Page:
“Barring a claim on the basis of res judicata is a determination of law” that we review de novo.  Ragsdale v. Rubbermaid, Inc., 193 F.3d 1235, 1238 (11th Cir.1999) (citation omitted).   When reviewing a district court's grant of summary judgment, we must determine if genuine issues of material fact exist, viewing the evidence and all factual inferences in the light most favorable to the nonmoving party.  Dees v. Johnson Controls World Servs., Inc., 168 F.3d 417, 421 (11th Cir.1999).   We review de novo the district court's grant of a motion to dismiss for failure to state a claim, accepting the allegations in the complaint as true and construing them in the light most favorable to the nonmoving party.  Hill v. White, 321 F.3d 1334, 1335 (11th Cir.2003).


A. Res Judicata

BHS and AHA argue res judicata bars Appellants from litigating the majority of their claims because of the prior judgments entered against them in Alabama state court.   We agree.

 When we are “asked to give res judicata effect to a state court judgment, [we] must apply the res judicata principles of the law of the state whose decision is set up as a bar to further litigation.”  Amey, Inc. v. Gulf Abstract & Title, Inc., 758 F.2d 1486, 1509 (11th Cir.1985) (quotation omitted).   Because BHS and AHA contend Alabama judgments bar this action, the res judicata principles of Alabama apply.

 Under Alabama law, “the essential elements of res judicata are (1) a prior judgment on the merits, (2) rendered by a court of competent jurisdiction, (3) with substantial identity of the parties, and (4) with the same cause of action presented in both actions.”  Equity Res. Mgmt., Inc. v. Vinson, 723 So.2d 634, 636 (Ala.1998).   If all four elements are met, any claim that was, or could have been, adjudicated in the prior action is barred from future litigation.  Id.  Appellants concede the first three elements are met;  however, they contend the cause of action presented in this case is different from that in the collection suits.

 Alabama uses the “substantial evidence” test to determine whether two causes of action are the same for res judicata purposes.  Id. at 637.   Under this test, res judicata applies when the same evidence substantially supports both actions.  Id.  As the Supreme Court of Alabama has explained:

[i]t is well-settled that the principal test for comparing causes of action for the application of res judicata is whether the primary right and duty or wrong are the same in each action.   Res judicata applies not only to the exact legal theories advanced in the prior case, but to all legal theories and claims arising out of the same nucleus of operative facts.

Old Republic Ins. Co. v. Lanier, 790 So.2d 922, 928 (Ala.2000) (quotations and citations omitted).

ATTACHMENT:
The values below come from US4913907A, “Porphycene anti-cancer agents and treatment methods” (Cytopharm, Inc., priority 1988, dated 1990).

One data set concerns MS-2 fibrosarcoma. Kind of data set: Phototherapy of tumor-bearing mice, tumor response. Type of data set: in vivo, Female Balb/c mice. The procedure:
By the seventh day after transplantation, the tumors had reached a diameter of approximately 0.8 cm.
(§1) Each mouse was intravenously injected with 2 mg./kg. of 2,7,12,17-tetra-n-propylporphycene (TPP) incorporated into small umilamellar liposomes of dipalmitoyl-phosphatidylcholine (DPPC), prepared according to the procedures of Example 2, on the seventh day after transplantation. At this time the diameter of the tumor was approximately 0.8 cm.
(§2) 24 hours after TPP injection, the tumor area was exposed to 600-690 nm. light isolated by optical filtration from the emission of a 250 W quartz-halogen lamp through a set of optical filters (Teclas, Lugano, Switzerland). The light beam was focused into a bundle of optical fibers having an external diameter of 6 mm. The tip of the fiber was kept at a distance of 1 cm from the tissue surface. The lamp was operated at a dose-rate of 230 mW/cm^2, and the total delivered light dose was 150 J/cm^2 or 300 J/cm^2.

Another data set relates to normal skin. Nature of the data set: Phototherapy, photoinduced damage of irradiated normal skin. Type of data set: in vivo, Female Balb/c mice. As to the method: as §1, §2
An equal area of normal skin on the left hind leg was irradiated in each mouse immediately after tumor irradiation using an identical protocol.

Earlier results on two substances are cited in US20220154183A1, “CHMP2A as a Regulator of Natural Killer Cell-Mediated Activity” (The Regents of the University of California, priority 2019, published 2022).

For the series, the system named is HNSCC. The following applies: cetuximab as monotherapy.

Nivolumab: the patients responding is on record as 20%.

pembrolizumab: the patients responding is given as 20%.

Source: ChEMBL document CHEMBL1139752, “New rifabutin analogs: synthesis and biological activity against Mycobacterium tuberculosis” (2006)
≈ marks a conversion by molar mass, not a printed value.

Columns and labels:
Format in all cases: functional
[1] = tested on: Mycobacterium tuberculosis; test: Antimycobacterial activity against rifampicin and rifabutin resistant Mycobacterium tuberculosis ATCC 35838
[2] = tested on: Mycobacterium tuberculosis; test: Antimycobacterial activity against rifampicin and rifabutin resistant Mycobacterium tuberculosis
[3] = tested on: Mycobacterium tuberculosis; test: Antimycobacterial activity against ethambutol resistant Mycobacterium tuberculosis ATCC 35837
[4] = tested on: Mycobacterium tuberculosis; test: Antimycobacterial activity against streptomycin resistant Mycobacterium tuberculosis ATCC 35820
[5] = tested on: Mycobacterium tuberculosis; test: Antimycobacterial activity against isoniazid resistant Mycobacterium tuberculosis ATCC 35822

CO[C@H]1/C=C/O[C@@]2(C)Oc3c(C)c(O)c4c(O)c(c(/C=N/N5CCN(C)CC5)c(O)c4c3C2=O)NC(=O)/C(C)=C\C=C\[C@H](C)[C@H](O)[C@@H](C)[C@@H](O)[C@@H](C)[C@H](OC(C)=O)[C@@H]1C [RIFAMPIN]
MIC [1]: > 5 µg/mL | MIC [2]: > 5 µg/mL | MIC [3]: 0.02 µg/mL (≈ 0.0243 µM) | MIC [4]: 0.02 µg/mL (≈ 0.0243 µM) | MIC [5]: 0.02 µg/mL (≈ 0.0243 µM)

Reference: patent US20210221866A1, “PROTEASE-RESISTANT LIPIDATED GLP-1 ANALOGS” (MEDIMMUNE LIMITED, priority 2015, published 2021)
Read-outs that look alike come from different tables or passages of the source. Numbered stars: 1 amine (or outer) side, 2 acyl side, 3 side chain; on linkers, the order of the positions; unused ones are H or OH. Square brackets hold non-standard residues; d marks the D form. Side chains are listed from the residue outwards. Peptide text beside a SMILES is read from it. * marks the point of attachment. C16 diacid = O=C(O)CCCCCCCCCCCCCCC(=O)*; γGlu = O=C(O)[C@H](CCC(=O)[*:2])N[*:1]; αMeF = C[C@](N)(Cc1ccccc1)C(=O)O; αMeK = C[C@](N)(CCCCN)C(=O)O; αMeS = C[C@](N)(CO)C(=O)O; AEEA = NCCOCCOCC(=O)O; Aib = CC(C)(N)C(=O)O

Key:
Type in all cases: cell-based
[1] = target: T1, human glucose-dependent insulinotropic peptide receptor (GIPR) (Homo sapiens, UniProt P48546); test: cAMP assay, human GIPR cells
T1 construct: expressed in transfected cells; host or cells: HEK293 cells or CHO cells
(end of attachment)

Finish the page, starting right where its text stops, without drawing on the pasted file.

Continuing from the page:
In Reed v. Brookwood Med. Ctr., 641 So.2d 1245 (Ala.1994), the Supreme Court of Alabama applied these principles to a case very similar to this one.   After an emergency room patient failed to pay his bill, the hospital filed a collection suit and obtained a judgment in its favor.  Id. at 1246.   The patient then brought an action against the hospital for fraud, breach of contract, outrage, and defamation, alleging the hospital had wrongfully sued him to collect its bill.  Id.  The court held res judicata barred the subsequent action, reasoning “the manner in which the claim is labeled in the complaint does not necessarily determine the nature of the claim.”  Id. at 1247.   Applying the substantial evidence test, the court found the two causes of action were the same because “[e]vidence as to whether Reed was liable on [his] debt is also necessary to prove or disprove Reed's present claims of breach of contract, fraud, outrage, and defamation.”  Id.

 Like the plaintiff in Reed, Appellants attempt to avoid the res judicata effect of the Alabama judgments by re-labeling their claims.   They argue their current claims are based on broad issues regarding BHS's tax-exempt status and thus do not involve the same subject matter or evidence as the prior collection suits, which were confined to the narrow issue of their medical bills.   This argument, however, is unavailing for the reasons set out in Reed.   What is at issue in this case is whether Appellants were denied charity (i.e., free or discounted) health care.   Thus, the two lawsuits involve the same nucleus of operative fact-Appellants received emergency medical care at BHS and were charged what they believed to be unreasonable rates.   Their current claims are merely different legal theories through which to challenge the reasonableness of the charges.